With China’s debut in international standardized testing, students in Shanghai have surprised experts by outscoring their counterparts in dozens of other countries, in reading as well as in math and science, according to the results of a respected exam.
“I’ve seen how relentless the Chinese are at accomplishing goals, and if they can do this in Shanghai in 2009, they can do it in 10 cities in 2019, and in 50 cities by 2029.” said Chester E. Finn Jr., who served in President Ronald Reagan’s Department of Education.
If China’s large cities are doing this well, how can the US compete? What can we do to increase the education attainment of all our students, so that America’s future will be as bright as it’s past? Because just wishing and talking about American exceptionalism won’t cut the mustard.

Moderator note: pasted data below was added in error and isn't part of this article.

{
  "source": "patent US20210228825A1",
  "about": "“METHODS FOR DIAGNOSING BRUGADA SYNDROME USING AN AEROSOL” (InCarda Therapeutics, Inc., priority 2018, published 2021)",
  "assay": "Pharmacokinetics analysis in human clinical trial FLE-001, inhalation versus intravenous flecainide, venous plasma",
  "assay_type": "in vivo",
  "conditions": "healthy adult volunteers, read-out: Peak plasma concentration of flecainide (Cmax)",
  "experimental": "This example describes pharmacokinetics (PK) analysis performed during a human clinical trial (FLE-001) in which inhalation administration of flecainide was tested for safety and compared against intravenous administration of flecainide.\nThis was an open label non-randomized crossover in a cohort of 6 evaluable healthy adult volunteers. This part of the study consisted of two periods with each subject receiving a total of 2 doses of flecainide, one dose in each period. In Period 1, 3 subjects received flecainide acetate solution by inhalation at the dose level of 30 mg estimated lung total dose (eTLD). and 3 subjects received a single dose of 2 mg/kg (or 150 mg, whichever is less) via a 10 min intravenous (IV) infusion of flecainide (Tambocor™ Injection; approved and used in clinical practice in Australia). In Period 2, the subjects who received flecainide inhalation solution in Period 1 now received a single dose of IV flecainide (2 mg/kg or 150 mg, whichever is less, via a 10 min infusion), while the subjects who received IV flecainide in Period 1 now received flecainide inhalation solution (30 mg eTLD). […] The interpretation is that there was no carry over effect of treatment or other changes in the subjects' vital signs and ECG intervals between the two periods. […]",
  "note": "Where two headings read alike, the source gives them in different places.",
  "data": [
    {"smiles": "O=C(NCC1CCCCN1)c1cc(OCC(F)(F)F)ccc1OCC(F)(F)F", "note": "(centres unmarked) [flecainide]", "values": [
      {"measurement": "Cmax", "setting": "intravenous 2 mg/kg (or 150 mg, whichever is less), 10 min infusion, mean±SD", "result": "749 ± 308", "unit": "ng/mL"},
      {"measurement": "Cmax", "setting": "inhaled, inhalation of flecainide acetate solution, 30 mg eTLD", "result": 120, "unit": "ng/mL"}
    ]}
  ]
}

“We have to see this as a wake-up call,” Secretary of Education Arne Duncan said in an interview on Monday.
President Obama spoke to college students and recalled Russia’s spacecraft launch:
“Fifty years later, our generation’s Sputnik moment is back,” Mr. Obama said. With billions of people in India and China “suddenly plugged into the world economy,” he said, nations with the most educated workers will prevail. “As it stands right now,” he said, “America is in danger of falling behind.”